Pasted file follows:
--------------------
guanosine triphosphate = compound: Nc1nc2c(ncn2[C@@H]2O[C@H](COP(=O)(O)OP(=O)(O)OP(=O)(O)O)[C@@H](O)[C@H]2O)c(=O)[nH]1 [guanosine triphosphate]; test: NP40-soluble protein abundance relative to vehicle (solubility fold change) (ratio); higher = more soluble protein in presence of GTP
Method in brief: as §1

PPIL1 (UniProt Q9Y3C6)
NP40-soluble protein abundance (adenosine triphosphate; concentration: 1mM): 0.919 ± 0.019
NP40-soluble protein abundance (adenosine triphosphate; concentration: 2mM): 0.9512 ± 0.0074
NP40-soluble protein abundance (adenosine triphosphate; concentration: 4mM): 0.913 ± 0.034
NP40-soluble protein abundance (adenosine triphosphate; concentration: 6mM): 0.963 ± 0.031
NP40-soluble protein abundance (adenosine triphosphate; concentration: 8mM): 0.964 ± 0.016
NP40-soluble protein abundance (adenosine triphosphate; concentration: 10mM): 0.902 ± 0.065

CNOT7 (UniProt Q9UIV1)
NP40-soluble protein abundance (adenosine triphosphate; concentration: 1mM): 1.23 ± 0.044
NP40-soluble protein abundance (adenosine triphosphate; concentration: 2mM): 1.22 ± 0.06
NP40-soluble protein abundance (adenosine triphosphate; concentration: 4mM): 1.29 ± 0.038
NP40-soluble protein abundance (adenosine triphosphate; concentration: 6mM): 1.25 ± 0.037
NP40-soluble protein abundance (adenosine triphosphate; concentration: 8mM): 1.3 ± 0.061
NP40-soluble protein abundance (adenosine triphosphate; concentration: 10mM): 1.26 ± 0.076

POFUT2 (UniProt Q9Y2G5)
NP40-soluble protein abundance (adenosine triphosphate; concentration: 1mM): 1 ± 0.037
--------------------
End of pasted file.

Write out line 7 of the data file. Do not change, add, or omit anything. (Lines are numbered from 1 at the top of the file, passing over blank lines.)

NP40-soluble protein abundance (adenosine triphosphate; concentration: 6mM): 0.963 ± 0.031